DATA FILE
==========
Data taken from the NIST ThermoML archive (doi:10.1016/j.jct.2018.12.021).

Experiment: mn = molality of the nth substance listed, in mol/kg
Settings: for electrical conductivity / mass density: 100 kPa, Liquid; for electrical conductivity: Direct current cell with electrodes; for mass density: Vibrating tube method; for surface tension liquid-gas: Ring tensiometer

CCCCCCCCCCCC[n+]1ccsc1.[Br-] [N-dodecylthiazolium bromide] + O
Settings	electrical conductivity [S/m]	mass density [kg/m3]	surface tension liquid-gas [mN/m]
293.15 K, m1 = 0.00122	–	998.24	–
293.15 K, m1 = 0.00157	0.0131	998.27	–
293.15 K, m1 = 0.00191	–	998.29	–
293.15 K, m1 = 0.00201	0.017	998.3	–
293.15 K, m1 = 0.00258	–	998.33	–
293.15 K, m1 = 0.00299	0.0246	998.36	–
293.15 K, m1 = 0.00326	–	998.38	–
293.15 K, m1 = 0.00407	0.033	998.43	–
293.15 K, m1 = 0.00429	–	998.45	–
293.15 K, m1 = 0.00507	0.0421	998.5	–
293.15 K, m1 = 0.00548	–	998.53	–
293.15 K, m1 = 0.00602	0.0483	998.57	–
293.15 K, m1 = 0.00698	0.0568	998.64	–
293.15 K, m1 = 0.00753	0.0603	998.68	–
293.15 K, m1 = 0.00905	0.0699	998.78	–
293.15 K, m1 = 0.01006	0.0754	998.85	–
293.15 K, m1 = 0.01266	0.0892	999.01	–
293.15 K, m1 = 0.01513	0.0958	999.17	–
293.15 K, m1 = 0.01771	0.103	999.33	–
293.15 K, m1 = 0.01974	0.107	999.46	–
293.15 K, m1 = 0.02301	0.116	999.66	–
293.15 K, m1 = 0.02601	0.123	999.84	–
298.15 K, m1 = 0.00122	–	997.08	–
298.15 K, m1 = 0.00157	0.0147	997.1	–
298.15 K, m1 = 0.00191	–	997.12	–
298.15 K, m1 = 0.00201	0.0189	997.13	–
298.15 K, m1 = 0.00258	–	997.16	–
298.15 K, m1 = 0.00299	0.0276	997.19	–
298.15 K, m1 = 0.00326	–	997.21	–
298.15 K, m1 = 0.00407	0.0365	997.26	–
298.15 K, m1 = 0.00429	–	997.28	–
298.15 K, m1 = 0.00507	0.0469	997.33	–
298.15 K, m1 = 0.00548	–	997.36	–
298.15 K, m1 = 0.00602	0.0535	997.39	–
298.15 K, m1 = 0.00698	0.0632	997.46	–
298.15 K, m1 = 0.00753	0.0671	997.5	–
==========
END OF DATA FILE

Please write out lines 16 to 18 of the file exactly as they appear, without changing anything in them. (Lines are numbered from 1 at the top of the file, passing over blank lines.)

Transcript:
293.15 K, m1 = 0.00548	–	998.53	–
293.15 K, m1 = 0.00602	0.0483	998.57	–
293.15 K, m1 = 0.00698	0.0568	998.64	–